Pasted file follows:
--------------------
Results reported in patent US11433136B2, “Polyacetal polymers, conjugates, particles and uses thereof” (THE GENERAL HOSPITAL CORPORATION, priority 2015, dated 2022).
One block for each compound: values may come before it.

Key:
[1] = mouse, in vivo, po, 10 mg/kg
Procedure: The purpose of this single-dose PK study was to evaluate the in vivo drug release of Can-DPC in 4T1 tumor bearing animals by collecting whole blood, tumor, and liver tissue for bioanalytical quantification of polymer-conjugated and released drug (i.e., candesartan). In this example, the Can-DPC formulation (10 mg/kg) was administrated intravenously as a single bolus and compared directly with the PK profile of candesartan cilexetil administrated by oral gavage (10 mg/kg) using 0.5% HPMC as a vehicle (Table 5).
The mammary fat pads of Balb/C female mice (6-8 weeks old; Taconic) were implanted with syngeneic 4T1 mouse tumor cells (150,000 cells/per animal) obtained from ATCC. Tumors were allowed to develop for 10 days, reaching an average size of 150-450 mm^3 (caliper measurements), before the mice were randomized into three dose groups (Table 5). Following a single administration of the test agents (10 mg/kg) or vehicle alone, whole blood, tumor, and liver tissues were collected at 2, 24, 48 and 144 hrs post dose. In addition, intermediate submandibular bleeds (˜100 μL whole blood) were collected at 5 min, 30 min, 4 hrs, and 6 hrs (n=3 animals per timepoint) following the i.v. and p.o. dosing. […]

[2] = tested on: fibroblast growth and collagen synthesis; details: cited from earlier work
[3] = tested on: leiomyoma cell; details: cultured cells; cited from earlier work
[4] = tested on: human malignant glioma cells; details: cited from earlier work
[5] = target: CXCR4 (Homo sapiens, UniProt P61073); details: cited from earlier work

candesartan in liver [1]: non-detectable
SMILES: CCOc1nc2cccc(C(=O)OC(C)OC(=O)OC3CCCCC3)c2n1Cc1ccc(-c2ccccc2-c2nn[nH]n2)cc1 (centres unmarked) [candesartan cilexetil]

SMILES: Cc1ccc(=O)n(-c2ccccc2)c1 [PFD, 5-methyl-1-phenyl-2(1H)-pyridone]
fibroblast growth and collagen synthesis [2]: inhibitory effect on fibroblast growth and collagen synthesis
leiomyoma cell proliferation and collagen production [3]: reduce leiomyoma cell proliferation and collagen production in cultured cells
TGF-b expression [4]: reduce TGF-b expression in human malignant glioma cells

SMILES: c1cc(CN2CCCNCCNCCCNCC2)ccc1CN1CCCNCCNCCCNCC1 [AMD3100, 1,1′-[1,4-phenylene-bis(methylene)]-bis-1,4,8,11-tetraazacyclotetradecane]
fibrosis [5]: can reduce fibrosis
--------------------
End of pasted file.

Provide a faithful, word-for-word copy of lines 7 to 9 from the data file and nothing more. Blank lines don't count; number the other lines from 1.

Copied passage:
[2] = tested on: fibroblast growth and collagen synthesis; details: cited from earlier work
[3] = tested on: leiomyoma cell; details: cultured cells; cited from earlier work
[4] = tested on: human malignant glioma cells; details: cited from earlier work